The biblical vision of male and female is beautiful. Men and women were made differently but point to the same dynamic God. When God created both Adam and Eve, He said they both were created in His Image and were “very good.” It’s notable that before the author of Genesis reveals Eve’s name, he reveals she also was made in the image of God.
Masterpiece Cake Shop owner Jack Phillips is once again embroiled in a legal battle after he refused to make a transgender gender transition cake.
Frederick Douglass’s life was a marvelous fusion of biblical teaching, conversion, personal piety, and social action. His life and work had a profound impact on the United States and beyond, and was shaped by his conviction that we are all made in the image of God.
In the early 2000s, Lisa Miller fled the U.S. with her months-old daughter after her former partner, Janet Jenkins, petitioned for partial custody over Miller's daughter.
Our felt desire for children is God-given and it is good. Believing we are entitled to children, especially outside of the God’s brilliant and good design, is a perversion.
Like Marxism, Critical Race Theory is something of a Christian heresy, taking the Christian themes of human dignity and justice and a world remade, and re-orienting these causes under new management. Most pertinently, CRT is slipping into the space where the Church belongs but is too often absent. If we don’t want unbiblical explanations of life and justice sweeping through the Church or culture, we’d better make sure we communicate and embrace the full ramifications of Christian truth for society, and then act justly and love mercy.
In late January, Holocaust survivor Eric Schwam passed away at age 90. According to a BBC article, Schwam, a native of Vienna, arrived in Le Chambon in 1943, a refugee along with his mother, father, and grandfather. There, the people of the village kept him and his family safe from the Nazis. After the war, Schwam eventually returned to Austria to live a quiet life. However, he never forgot the people of Le Chambon for saving his life. In fact, he left the town more than $2 million in a bequest.
It is essential that we re-learn that children are a gift from God, unique Image-bearers, and part of God’s good design for the world and not as an item to check off our adulting bucket list.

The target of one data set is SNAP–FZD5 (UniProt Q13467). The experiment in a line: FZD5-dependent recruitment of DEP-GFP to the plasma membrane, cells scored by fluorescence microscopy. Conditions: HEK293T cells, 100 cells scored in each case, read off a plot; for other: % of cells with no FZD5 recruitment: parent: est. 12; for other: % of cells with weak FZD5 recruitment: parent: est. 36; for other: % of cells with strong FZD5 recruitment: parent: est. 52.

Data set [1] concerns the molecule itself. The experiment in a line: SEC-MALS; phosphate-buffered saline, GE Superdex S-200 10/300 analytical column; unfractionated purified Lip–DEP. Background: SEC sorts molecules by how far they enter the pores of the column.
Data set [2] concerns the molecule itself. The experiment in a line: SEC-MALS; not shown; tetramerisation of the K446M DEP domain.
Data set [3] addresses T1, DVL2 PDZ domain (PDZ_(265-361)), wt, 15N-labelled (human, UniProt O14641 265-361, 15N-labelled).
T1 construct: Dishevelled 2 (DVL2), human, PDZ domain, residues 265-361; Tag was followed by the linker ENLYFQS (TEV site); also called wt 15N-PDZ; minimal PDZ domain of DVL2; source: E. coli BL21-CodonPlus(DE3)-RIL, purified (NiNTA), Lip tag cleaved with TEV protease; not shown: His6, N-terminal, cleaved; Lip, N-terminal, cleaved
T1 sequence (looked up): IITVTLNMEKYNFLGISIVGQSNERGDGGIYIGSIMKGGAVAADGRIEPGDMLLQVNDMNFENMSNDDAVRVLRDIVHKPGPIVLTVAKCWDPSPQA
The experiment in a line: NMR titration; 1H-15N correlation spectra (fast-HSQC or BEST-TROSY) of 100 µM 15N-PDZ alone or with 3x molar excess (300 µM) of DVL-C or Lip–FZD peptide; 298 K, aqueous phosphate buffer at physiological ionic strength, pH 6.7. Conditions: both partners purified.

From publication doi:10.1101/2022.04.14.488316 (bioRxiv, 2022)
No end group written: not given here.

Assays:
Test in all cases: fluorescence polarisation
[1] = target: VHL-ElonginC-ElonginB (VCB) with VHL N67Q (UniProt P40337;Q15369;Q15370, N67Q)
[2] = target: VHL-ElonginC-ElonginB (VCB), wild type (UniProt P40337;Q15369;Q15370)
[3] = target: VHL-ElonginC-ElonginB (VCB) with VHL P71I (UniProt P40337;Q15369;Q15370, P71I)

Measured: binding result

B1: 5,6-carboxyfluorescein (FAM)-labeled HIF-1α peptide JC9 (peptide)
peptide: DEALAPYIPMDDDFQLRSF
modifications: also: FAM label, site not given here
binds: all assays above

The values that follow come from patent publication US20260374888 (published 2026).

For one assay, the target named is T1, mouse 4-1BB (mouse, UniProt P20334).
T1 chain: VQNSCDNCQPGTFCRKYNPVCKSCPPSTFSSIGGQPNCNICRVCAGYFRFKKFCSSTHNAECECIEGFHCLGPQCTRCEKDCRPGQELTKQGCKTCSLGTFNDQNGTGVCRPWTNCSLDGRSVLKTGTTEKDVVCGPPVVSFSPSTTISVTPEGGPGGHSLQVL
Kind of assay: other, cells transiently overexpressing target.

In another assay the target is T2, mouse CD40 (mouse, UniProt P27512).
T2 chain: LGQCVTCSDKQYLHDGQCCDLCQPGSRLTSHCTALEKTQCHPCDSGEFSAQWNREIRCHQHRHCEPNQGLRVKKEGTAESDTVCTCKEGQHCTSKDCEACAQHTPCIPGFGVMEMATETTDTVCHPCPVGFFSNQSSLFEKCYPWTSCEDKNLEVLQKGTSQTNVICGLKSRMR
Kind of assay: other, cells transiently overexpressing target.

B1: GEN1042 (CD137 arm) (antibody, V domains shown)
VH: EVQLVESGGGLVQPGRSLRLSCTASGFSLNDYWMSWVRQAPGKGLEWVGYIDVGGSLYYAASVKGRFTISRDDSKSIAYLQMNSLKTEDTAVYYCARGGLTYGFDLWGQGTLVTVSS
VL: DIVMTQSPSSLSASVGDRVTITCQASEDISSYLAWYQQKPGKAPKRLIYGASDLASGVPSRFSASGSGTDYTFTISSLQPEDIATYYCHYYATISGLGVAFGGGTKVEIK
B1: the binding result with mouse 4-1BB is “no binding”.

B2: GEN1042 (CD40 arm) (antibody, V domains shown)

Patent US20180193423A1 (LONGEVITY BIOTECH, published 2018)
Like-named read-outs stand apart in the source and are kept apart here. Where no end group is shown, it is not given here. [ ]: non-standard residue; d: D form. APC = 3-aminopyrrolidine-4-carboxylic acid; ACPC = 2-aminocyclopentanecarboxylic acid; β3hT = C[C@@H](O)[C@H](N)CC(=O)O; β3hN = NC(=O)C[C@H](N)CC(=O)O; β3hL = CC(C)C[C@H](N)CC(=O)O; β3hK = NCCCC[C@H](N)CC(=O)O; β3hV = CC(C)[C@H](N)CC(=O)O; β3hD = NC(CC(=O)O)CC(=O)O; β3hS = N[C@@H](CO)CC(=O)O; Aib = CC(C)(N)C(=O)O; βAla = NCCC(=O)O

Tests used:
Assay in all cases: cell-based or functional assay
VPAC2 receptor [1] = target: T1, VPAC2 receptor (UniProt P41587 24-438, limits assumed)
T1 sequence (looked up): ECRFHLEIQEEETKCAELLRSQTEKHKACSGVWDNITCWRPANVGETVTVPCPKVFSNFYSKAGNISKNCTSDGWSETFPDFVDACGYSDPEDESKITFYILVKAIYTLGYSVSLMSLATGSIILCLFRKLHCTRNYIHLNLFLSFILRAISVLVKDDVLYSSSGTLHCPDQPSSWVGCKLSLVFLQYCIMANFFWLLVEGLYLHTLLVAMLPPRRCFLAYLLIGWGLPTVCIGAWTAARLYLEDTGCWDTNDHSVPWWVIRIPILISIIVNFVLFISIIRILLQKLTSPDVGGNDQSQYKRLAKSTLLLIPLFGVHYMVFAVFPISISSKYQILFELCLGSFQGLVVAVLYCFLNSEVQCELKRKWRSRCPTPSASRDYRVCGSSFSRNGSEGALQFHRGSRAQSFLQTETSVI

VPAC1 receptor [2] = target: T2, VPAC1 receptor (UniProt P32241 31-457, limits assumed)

Demands for justice may be getting louder and louder, but that doesn’t mean we are making progress as a society. The only worldview framework solid enough to groundhuman dignity and justice in human history is Christianity. True justice is a matter of honoring God and honoring the image of God inherent in every human person, and is grounded in God’s love for humanity, our love of God, and our love of neighbor.
A recent article in The Guardian, profiles unbelievers and explores what they believe the meaning of life to be.
To mark the upcoming third anniversary of Leah Sharibu's abduction, the LEAH Foundation, formed in here honor, is launching a seven-day campaign to draw international attention to her story, and to the plight of Nigerian Christians.
Hanson Robotics announced plans to release thousands of what they’re calling “Sophia” robots. Sophia is a “social robot” that can perform rudimentary medical tasks, like taking a person’s temperature, but can also make facial expressions and utter a few phrases. According to company CEO David Hanson, “Sophia” is programmed to offer “human warmth” and is being released this year in order to help especially elderly people who are living in isolation due to the pandemic.
The more 2021 resembles 2020, the more Christians should be grounded in those unchanging truths given to us in Scripture. We must rest on those revelations that make sense of our cultural moment: that Christ is risen, that Christ is Lord, and that Christ is making all things new.
One of the great contributions of Christianity to human history is the very idea that all people should be treated justly. As the influence of Christianity spread across the world, God’s instructions for how Israel should treat the poor and the disabled and the unborn and the foreigner spread as well. Today, both inside and outside of the church, demands to address injustices are ubiquitous.
Earlier this month, in a piece for The Atlantic, Joshua Coleman described an epidemic that’s not COVID but that’s also afflicting America: family estrangement.
It is a particular discipline to not approach God with what Jesus called "many words," and instead to "be still and know" that He is God.
Living for the One who died and rose again not only removes us from the center of our own universe, but aligns our hearts and minds with what is actually true about the universe: that it belongs to God and that our purpose is given by Him not determined by us.
The 2021 World Watch List differs from previous years in a very important way...
Christians must not abandon the public square just because people say mean things about us.
What if you’ve learned every conceivable lesson and undergone every imaginable sanctification and the drumbeat of sorrow continues, with no end in sight? What do you do when the spiritual shepherds who assured you God was preparing a weight of glory through your momentary affliction stammer and look away, no longer able to meet your questions? According to Connors, you stop asking “why?” and start asking “what?” That is, “What good can I bring out of this situation?”